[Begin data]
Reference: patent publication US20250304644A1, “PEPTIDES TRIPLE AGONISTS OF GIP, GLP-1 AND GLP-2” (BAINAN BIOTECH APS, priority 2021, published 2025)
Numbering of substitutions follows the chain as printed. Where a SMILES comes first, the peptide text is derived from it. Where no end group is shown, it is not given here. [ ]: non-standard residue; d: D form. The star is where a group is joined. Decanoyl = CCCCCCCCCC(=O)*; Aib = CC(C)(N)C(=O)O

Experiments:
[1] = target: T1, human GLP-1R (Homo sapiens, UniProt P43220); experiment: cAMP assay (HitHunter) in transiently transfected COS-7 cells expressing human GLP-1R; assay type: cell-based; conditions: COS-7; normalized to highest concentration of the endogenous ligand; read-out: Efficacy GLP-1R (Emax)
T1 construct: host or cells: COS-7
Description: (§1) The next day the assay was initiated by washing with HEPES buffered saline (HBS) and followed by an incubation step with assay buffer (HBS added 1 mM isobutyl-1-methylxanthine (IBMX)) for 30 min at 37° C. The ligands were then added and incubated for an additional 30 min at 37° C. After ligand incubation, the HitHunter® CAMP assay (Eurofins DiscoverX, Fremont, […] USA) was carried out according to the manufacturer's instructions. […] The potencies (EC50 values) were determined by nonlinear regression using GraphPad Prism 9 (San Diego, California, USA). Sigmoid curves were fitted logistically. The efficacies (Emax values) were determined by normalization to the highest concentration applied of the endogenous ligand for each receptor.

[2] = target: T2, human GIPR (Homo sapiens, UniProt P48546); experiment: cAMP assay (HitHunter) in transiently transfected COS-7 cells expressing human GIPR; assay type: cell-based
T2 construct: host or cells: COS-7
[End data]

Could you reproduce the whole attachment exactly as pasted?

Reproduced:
Reference: patent publication US20250304644A1, “PEPTIDES TRIPLE AGONISTS OF GIP, GLP-1 AND GLP-2” (BAINAN BIOTECH APS, priority 2021, published 2025)
Numbering of substitutions follows the chain as printed. Where a SMILES comes first, the peptide text is derived from it. Where no end group is shown, it is not given here. [ ]: non-standard residue; d: D form. The star is where a group is joined. Decanoyl = CCCCCCCCCC(=O)*; Aib = CC(C)(N)C(=O)O

Experiments:
[1] = target: T1, human GLP-1R (Homo sapiens, UniProt P43220); experiment: cAMP assay (HitHunter) in transiently transfected COS-7 cells expressing human GLP-1R; assay type: cell-based; conditions: COS-7; normalized to highest concentration of the endogenous ligand; read-out: Efficacy GLP-1R (Emax)
T1 construct: host or cells: COS-7
Description: (§1) The next day the assay was initiated by washing with HEPES buffered saline (HBS) and followed by an incubation step with assay buffer (HBS added 1 mM isobutyl-1-methylxanthine (IBMX)) for 30 min at 37° C. The ligands were then added and incubated for an additional 30 min at 37° C. After ligand incubation, the HitHunter® CAMP assay (Eurofins DiscoverX, Fremont, […] USA) was carried out according to the manufacturer's instructions. […] The potencies (EC50 values) were determined by nonlinear regression using GraphPad Prism 9 (San Diego, California, USA). Sigmoid curves were fitted logistically. The efficacies (Emax values) were determined by normalization to the highest concentration applied of the endogenous ligand for each receptor.

[2] = target: T2, human GIPR (Homo sapiens, UniProt P48546); experiment: cAMP assay (HitHunter) in transiently transfected COS-7 cells expressing human GIPR; assay type: cell-based
T2 construct: host or cells: COS-7